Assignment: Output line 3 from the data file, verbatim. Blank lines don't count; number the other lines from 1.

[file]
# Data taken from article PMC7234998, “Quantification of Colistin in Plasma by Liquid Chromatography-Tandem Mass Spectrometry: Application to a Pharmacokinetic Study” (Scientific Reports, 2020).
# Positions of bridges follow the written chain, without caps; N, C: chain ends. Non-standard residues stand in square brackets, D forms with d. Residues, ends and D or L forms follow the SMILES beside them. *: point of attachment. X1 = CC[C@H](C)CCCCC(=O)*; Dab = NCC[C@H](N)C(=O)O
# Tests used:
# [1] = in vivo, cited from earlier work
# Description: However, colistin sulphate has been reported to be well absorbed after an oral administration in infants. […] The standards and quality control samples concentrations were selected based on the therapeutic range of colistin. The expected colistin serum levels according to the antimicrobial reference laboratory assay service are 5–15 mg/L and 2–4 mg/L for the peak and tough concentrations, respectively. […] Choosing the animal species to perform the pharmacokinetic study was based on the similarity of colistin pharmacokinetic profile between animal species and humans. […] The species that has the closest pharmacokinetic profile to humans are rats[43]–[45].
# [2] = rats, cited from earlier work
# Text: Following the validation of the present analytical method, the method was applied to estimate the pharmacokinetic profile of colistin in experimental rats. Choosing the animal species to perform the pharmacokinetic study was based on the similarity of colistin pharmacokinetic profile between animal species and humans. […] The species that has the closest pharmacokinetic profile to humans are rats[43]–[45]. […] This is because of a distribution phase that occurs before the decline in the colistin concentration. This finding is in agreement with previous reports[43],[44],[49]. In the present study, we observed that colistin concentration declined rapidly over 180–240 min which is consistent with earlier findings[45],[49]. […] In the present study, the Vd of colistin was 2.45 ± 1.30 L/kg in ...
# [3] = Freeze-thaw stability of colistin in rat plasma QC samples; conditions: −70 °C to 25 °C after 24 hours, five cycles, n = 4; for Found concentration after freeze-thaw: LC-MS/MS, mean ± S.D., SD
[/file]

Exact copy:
# Tests used: